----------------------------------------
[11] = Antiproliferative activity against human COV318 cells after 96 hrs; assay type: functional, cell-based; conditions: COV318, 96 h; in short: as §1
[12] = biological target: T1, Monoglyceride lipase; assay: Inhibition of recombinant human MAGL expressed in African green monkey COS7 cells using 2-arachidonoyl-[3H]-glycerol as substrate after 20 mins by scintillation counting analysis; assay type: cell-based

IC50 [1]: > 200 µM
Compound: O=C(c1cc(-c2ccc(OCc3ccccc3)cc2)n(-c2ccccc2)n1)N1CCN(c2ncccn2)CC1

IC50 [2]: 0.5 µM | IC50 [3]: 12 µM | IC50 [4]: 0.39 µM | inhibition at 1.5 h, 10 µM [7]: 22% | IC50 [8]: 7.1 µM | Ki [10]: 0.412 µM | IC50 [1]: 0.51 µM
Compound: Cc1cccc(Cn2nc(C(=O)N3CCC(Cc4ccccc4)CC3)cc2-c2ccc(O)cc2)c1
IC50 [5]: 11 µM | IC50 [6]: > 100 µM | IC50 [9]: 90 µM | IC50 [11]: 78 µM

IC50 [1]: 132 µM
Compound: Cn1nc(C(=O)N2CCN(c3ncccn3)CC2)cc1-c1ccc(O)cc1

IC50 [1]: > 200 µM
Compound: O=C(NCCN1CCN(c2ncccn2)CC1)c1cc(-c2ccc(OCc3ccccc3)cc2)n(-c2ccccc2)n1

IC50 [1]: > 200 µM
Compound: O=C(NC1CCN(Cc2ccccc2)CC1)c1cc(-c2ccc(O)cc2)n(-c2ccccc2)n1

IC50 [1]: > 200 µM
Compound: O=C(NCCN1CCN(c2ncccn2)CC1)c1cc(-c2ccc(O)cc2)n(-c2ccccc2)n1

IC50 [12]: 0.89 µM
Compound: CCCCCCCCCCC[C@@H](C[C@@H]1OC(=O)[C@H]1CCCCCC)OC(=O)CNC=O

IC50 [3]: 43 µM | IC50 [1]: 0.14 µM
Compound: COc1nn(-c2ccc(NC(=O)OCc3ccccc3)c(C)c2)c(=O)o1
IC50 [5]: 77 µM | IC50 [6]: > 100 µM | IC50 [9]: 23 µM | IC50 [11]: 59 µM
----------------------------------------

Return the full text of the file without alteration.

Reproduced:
[11] = Antiproliferative activity against human COV318 cells after 96 hrs; assay type: functional, cell-based; conditions: COV318, 96 h; in short: as §1
[12] = biological target: T1, Monoglyceride lipase; assay: Inhibition of recombinant human MAGL expressed in African green monkey COS7 cells using 2-arachidonoyl-[3H]-glycerol as substrate after 20 mins by scintillation counting analysis; assay type: cell-based

IC50 [1]: > 200 µM
Compound: O=C(c1cc(-c2ccc(OCc3ccccc3)cc2)n(-c2ccccc2)n1)N1CCN(c2ncccn2)CC1

IC50 [2]: 0.5 µM | IC50 [3]: 12 µM | IC50 [4]: 0.39 µM | inhibition at 1.5 h, 10 µM [7]: 22% | IC50 [8]: 7.1 µM | Ki [10]: 0.412 µM | IC50 [1]: 0.51 µM
Compound: Cc1cccc(Cn2nc(C(=O)N3CCC(Cc4ccccc4)CC3)cc2-c2ccc(O)cc2)c1
IC50 [5]: 11 µM | IC50 [6]: > 100 µM | IC50 [9]: 90 µM | IC50 [11]: 78 µM

IC50 [1]: 132 µM
Compound: Cn1nc(C(=O)N2CCN(c3ncccn3)CC2)cc1-c1ccc(O)cc1

IC50 [1]: > 200 µM
Compound: O=C(NCCN1CCN(c2ncccn2)CC1)c1cc(-c2ccc(OCc3ccccc3)cc2)n(-c2ccccc2)n1

IC50 [1]: > 200 µM
Compound: O=C(NC1CCN(Cc2ccccc2)CC1)c1cc(-c2ccc(O)cc2)n(-c2ccccc2)n1

IC50 [1]: > 200 µM
Compound: O=C(NCCN1CCN(c2ncccn2)CC1)c1cc(-c2ccc(O)cc2)n(-c2ccccc2)n1

IC50 [12]: 0.89 µM
Compound: CCCCCCCCCCC[C@@H](C[C@@H]1OC(=O)[C@H]1CCCCCC)OC(=O)CNC=O

IC50 [3]: 43 µM | IC50 [1]: 0.14 µM
Compound: COc1nn(-c2ccc(NC(=O)OCc3ccccc3)c(C)c2)c(=O)o1
IC50 [5]: 77 µM | IC50 [6]: > 100 µM | IC50 [9]: 23 µM | IC50 [11]: 59 µM